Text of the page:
In this Snapshot minisode, Gina and Valerie discuss what you need to do to nail focus on a portrait. Many new photographers struggle with getting pin sharp focus even though they are seemingly following all tricks in the book. Gina reveals a step by step approach so that you can ensure you get the right focus every time.
Also, if you’re ready to start hiring assistants on your shoots (whether you just want them to lug your gear or go so as far as set to up your shots) you’ll discover where you find them, no matter where you live.
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How to nail focus
- The camera’s AF system works by detecting contrast
- When photographing someone in a well-lit environment on a narrower aperture
- F 5.6 or higher there are rarely focus issues because even if you misfocus on a shoulder or nose instead of eyes the eyes will still be in focus because the narrower aperture
allows for more of the image to be in focus
- Things start to get tricky when you shoot on wider apertures f4 F2.8 or lower
- At these wider apertures, the focal plane is very narrow and it’s easy to misfocus
- Other factors that influence focus include contrast and lens quality
Spend 5 minutes each day focusing on tiny items
- Start with narrower apertures and work on nailing expression
- Work off a tripod and photograph subjects that are not moving
- Shoot single focus and move your focus point over the eye
- Enable single focus point selection
- Enable focus indicator light and beep on your camera so you know when you are locked on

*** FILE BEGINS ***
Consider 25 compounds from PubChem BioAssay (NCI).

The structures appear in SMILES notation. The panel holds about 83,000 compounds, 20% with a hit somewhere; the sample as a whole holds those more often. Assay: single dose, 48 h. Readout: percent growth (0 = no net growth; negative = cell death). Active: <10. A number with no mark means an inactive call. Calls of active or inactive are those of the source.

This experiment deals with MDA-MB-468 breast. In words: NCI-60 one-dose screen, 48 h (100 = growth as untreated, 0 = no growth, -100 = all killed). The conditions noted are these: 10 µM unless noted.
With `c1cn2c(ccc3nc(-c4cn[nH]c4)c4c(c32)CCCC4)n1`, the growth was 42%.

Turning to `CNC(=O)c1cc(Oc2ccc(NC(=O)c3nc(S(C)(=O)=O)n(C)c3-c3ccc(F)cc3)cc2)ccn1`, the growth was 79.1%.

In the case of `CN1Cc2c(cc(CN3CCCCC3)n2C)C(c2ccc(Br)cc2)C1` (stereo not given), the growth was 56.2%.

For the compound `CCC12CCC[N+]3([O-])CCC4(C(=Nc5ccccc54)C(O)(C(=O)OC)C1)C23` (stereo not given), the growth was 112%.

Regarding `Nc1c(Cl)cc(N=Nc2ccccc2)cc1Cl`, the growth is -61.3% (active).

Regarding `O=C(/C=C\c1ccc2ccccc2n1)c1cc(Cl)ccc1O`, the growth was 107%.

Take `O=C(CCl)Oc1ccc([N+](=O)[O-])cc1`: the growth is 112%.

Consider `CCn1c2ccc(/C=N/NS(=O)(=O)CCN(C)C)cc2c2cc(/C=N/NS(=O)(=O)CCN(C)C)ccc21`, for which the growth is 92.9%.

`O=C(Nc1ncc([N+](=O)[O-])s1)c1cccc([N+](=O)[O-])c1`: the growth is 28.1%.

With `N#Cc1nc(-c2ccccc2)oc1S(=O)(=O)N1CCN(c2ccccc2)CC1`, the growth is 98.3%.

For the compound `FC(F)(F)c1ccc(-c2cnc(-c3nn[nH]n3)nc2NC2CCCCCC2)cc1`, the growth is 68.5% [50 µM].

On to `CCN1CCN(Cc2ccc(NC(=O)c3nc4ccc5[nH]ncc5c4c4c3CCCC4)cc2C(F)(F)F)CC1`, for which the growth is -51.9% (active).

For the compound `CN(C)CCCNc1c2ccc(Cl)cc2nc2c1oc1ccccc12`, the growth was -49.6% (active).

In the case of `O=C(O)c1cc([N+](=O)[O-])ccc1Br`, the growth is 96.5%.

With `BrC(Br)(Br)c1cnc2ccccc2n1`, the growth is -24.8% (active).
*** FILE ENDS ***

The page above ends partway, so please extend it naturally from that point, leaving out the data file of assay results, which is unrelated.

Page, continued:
- Shoot in bright lighting and avoid backlighting
- Default setting is camera selects focus point or single focus in the middle of the screen
- Change this to single AF select method.
- This allows you to scroll AF points around and place them where needed.
- Once you’ve got the hang of single AF focus on the narrower apertures try opening up to a wider aperture (shallower depth of field)
- Get familiar with the distance your lens will focus from
- If you are too close to your subject your lens won’t be able to focus.
- Test your lenses focus distance
When using zooms avoid extremes
Diopter next to eyepiece
Where to find assistants:
- Low end: Photography groups/schools
- Uni students are good
- Experienced: Hire studios will have an assistant’s register
- Google works too!
- Ask other photographers
- Good idea to ask for references, list of gear and software the assistant is familiar with
- High rate doesn’t always = good assistant either